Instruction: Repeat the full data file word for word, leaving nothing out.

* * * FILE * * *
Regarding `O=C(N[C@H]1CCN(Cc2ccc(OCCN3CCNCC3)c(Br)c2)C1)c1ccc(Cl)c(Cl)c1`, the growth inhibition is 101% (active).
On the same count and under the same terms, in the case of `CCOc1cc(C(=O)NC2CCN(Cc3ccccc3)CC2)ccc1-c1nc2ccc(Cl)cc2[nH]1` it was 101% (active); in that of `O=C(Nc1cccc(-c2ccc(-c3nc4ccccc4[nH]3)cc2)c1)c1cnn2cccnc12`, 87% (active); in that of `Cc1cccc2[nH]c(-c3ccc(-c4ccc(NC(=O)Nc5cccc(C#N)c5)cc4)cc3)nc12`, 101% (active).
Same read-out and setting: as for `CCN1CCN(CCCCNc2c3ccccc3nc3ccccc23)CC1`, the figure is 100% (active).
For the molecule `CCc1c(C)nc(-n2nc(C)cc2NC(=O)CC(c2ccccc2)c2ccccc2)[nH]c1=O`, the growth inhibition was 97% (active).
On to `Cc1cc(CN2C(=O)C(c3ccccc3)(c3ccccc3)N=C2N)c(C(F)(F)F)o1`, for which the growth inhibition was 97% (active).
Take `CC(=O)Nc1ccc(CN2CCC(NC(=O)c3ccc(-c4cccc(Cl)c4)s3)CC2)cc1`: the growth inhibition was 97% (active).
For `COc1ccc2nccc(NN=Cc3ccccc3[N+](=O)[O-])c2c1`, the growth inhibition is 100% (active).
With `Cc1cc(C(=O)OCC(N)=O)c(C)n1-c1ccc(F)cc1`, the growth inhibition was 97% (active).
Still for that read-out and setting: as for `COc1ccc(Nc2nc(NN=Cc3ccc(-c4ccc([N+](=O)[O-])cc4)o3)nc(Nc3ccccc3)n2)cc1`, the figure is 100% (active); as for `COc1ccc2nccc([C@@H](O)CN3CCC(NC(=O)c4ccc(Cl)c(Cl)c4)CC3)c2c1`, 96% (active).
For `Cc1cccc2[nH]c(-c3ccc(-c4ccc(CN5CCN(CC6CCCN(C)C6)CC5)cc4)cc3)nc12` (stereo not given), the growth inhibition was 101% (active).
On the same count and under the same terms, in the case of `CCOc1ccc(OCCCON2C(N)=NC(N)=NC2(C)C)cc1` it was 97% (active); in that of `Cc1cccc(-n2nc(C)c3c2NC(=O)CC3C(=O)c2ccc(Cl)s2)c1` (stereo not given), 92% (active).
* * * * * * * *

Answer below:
Regarding `O=C(N[C@H]1CCN(Cc2ccc(OCCN3CCNCC3)c(Br)c2)C1)c1ccc(Cl)c(Cl)c1`, the growth inhibition is 101% (active).
On the same count and under the same terms, in the case of `CCOc1cc(C(=O)NC2CCN(Cc3ccccc3)CC2)ccc1-c1nc2ccc(Cl)cc2[nH]1` it was 101% (active); in that of `O=C(Nc1cccc(-c2ccc(-c3nc4ccccc4[nH]3)cc2)c1)c1cnn2cccnc12`, 87% (active); in that of `Cc1cccc2[nH]c(-c3ccc(-c4ccc(NC(=O)Nc5cccc(C#N)c5)cc4)cc3)nc12`, 101% (active).
Same read-out and setting: as for `CCN1CCN(CCCCNc2c3ccccc3nc3ccccc23)CC1`, the figure is 100% (active).
For the molecule `CCc1c(C)nc(-n2nc(C)cc2NC(=O)CC(c2ccccc2)c2ccccc2)[nH]c1=O`, the growth inhibition was 97% (active).
On to `Cc1cc(CN2C(=O)C(c3ccccc3)(c3ccccc3)N=C2N)c(C(F)(F)F)o1`, for which the growth inhibition was 97% (active).
Take `CC(=O)Nc1ccc(CN2CCC(NC(=O)c3ccc(-c4cccc(Cl)c4)s3)CC2)cc1`: the growth inhibition was 97% (active).
For `COc1ccc2nccc(NN=Cc3ccccc3[N+](=O)[O-])c2c1`, the growth inhibition is 100% (active).
With `Cc1cc(C(=O)OCC(N)=O)c(C)n1-c1ccc(F)cc1`, the growth inhibition was 97% (active).
Still for that read-out and setting: as for `COc1ccc(Nc2nc(NN=Cc3ccc(-c4ccc([N+](=O)[O-])cc4)o3)nc(Nc3ccccc3)n2)cc1`, the figure is 100% (active); as for `COc1ccc2nccc([C@@H](O)CN3CCC(NC(=O)c4ccc(Cl)c(Cl)c4)CC3)c2c1`, 96% (active).
For `Cc1cccc2[nH]c(-c3ccc(-c4ccc(CN5CCN(CC6CCCN(C)C6)CC5)cc4)cc3)nc12` (stereo not given), the growth inhibition was 101% (active).
On the same count and under the same terms, in the case of `CCOc1ccc(OCCCON2C(N)=NC(N)=NC2(C)C)cc1` it was 97% (active); in that of `Cc1cccc(-n2nc(C)c3c2NC(=O)CC3C(=O)c2ccc(Cl)s2)c1` (stereo not given), 92% (active).